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|Wildberger's work is
more than merely
novel: it may stand conventional applications of trigonometry and
geometry on their heads! Consider his removal of the concepts
"distance" and "angle" from these subjects and his replacement of them
by "quadrature" (distance squared) and "spread" (sine of an angle
squared). The effect is to move trigonometry and geometry away
almost-linear approach to a quadratic one. Thus, one no longer
pages of unwieldy-looking trigonometric functions. These are
with intuitively simpler characterizations, based on the concept of
separation, that are easy to calculate.
To quote from the Introduction
to Wildberger's elegantly written and produced document:
The new form of trigonometry developed here is called rational trigonometry, to distinguish it from classical trigonometry, the latter involving cos , sin and the many trigonometric relations currently taught to students. An essential point of rational trigonometry is that quadrance and spread, not distance and angle, are the right concepts for metrical geometry (i.e. a geometry in which measurement is involved).
Quadrance and spread are quadratic quantitites, while distance and angle are almost, but not quite, linear ones. The quadratic view is more general and powerful. At some level, this is known by many mathematicians. When this insight is put firmly into practice, as it is here, a new foundation for mathematics and mathematics education arises which simplifies Euclidean and non-Euclidean geometries, changes our understanding of algebraic geometry, and often simplifies difficult practical problems. Quadrance measures the separation of points, and spread measures the separation of lines.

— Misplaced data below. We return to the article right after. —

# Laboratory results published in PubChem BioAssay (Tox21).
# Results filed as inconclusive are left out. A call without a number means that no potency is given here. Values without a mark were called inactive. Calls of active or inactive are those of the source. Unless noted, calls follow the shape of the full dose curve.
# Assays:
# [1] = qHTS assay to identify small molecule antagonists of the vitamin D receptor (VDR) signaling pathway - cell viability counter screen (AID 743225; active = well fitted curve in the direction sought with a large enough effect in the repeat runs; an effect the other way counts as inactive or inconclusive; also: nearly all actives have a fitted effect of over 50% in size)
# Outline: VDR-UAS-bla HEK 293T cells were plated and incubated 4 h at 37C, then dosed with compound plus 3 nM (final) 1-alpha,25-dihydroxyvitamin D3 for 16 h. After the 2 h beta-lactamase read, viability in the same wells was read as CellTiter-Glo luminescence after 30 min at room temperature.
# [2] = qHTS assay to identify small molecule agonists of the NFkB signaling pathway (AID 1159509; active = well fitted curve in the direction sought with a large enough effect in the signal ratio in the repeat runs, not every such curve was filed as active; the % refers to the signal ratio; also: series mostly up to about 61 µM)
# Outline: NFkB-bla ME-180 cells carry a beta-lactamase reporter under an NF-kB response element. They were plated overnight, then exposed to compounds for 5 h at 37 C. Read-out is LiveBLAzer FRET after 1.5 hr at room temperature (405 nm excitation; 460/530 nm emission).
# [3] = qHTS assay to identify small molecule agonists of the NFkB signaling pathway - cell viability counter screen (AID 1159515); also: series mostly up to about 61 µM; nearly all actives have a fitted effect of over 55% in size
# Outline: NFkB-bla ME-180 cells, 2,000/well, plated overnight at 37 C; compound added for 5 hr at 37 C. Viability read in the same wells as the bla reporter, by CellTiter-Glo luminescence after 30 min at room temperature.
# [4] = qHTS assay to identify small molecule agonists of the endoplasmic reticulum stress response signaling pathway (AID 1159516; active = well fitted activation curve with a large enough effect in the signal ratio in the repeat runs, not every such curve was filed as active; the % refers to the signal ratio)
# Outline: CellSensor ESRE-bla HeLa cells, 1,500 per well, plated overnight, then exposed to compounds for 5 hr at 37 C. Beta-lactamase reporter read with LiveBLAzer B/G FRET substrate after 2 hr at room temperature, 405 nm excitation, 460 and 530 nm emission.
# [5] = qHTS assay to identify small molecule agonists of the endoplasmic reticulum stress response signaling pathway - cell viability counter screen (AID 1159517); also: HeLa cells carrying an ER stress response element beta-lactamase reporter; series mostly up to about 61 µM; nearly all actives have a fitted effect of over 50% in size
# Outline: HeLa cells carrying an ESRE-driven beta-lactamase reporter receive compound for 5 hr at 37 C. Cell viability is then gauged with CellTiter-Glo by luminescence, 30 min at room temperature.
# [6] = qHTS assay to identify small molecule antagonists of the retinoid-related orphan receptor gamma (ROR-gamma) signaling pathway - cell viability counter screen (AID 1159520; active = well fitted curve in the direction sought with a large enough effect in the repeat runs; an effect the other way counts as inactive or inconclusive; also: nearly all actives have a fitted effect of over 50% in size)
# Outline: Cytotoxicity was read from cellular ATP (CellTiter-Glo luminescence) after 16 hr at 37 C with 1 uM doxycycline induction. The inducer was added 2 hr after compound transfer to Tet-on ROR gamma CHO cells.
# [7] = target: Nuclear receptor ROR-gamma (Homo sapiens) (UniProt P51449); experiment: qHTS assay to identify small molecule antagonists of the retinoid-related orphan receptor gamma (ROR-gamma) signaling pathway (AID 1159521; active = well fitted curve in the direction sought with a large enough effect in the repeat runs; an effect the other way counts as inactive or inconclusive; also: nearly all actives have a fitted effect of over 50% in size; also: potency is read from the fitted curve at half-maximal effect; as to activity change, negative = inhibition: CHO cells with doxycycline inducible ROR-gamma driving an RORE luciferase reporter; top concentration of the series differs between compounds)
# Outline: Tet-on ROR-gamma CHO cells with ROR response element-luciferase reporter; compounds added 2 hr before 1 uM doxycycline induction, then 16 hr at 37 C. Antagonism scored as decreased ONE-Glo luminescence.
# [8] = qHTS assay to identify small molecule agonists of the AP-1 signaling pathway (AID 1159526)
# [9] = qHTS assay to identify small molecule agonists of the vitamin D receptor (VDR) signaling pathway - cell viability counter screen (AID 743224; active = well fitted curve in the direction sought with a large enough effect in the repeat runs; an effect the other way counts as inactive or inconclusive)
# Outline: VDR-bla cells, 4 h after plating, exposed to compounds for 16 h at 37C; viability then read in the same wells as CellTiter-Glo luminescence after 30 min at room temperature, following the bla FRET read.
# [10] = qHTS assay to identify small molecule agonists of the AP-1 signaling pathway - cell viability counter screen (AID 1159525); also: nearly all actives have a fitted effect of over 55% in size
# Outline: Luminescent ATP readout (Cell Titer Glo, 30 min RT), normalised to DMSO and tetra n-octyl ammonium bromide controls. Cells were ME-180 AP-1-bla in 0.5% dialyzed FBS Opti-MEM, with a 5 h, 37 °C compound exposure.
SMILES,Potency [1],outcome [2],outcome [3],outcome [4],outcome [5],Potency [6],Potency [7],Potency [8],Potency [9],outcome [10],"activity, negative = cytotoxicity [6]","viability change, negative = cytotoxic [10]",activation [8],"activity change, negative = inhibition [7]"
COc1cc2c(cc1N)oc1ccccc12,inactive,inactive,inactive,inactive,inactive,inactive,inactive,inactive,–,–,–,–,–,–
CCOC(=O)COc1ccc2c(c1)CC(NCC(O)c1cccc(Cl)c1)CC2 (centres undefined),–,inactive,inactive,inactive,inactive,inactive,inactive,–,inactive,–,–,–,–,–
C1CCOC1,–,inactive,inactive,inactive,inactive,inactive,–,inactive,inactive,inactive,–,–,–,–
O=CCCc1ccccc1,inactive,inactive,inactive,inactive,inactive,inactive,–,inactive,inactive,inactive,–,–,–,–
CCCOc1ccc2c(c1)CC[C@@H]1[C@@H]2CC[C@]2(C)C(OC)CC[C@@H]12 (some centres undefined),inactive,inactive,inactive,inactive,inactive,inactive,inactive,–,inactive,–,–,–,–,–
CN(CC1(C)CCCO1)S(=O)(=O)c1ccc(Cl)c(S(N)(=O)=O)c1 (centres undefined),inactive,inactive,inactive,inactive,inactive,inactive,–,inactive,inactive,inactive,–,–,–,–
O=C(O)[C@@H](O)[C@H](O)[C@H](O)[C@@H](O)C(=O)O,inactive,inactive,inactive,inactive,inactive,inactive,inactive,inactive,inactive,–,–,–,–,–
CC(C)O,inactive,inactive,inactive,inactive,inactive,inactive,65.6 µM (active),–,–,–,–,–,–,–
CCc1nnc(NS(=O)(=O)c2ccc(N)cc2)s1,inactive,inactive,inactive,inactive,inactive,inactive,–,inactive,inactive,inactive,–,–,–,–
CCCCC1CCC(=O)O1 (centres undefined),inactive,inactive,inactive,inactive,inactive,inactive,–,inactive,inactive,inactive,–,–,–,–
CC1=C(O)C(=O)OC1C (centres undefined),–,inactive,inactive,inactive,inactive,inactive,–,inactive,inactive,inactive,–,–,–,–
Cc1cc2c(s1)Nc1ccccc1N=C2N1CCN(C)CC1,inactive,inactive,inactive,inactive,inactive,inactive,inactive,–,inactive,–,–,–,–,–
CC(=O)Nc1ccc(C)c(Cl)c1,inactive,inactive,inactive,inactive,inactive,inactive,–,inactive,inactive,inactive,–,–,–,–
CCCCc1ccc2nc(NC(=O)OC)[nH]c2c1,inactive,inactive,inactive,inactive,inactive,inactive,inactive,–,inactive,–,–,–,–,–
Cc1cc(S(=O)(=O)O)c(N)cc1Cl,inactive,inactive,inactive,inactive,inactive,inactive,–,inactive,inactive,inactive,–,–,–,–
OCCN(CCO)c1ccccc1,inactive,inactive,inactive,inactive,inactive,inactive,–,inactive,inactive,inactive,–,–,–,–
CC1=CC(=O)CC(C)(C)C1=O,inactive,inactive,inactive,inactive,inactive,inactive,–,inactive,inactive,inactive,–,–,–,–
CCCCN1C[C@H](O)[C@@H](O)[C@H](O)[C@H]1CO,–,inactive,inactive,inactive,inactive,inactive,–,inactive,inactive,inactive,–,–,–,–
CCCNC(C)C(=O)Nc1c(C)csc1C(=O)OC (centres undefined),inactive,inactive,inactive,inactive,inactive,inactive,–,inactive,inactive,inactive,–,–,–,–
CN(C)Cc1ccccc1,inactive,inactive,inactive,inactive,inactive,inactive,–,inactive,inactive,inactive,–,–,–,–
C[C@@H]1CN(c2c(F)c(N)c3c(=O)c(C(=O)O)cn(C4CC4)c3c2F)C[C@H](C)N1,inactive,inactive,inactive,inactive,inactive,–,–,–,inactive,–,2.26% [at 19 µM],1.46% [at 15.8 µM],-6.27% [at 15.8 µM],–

What makes sense for the student and researcher from an intuitive standpoint may not, however, make sense to those who are set within rigid institutional guidelines in academic curricular development or in academic publishing. Imagine a world in which conventional trigonometry and its representation is no longer the norm. All books that use these functions must now be rewritten--perhaps a fine opportunity for the world of electronic publishing in which mathematics can come to life through animation, virtual reality, and other state-of-the-art tools.
While this latter prospect of extensive document conversion is a daunting one, that would seem unlikely to happen based on the presence of a single work adopting the "quadrature" and "spread" approach, those in disciplines such as mathematical geography that have relatively little invested in traditional institutional rigidity have an opportunity to integrate promising new conceptual approaches into our own theoretical work. If we demonstrate great success, then others more steeped in convention, may see merit in the approach for their own research.
The implications for mapping, of the earth-sphere to the plane, might be probed: what would a "sinusoidal" map look like when expressed in terms of "spread"? One would expect the same map would result using either approach but the route by which one gets there would be different. The history of our discipline is one that is rich in example of the merit of exploration, field study, and different paths: these terms need not be confined to the "real" world but apply equally in the world of the mind.
For example, looking at existing maps within a different light might open up deep and interesting cartographic research areas. Further, one might imagine a total recasting of the graticule in which rotation matrices contain no trigonometric functions so that even a beginning student can flip from one earth-based coordinate system to another in a somewhat intuitive manner. As we, on planet Earth, continue to look outside toward other planets, theoretical material that makes modeling more intuitive is important--indeed, it is critical.
Sandra Lach Arlinghaus
Ann Arbor, MI